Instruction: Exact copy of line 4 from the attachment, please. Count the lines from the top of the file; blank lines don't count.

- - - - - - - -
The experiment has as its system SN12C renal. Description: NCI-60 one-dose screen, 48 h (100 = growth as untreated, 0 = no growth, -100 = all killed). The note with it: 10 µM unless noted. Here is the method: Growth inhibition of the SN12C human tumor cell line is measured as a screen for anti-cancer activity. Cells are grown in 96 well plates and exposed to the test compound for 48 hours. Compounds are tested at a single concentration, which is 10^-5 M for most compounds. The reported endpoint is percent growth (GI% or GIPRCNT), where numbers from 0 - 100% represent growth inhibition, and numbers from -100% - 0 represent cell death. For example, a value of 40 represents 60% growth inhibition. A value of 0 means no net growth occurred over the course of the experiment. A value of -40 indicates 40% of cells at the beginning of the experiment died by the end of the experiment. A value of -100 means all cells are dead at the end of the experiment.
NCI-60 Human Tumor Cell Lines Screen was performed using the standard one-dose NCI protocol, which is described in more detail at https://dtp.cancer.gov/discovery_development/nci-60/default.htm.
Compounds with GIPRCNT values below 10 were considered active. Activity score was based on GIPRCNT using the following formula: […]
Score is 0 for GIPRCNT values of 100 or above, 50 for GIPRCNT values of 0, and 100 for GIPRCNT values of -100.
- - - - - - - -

Score is 0 for GIPRCNT values of 100 or above, 50 for GIPRCNT values of 0, and 100 for GIPRCNT values of -100.